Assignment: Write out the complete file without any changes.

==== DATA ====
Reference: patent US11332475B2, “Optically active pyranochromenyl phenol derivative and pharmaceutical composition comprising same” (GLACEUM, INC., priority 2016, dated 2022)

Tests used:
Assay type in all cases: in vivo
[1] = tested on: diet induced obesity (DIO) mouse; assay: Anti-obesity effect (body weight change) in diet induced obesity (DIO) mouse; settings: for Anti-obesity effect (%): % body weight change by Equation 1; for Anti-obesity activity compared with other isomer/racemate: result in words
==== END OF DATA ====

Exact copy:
Reference: patent US11332475B2, “Optically active pyranochromenyl phenol derivative and pharmaceutical composition comprising same” (GLACEUM, INC., priority 2016, dated 2022)

Tests used:
Assay type in all cases: in vivo
[1] = tested on: diet induced obesity (DIO) mouse; assay: Anti-obesity effect (body weight change) in diet induced obesity (DIO) mouse; settings: for Anti-obesity effect (%): % body weight change by Equation 1; for Anti-obesity activity compared with other isomer/racemate: result in words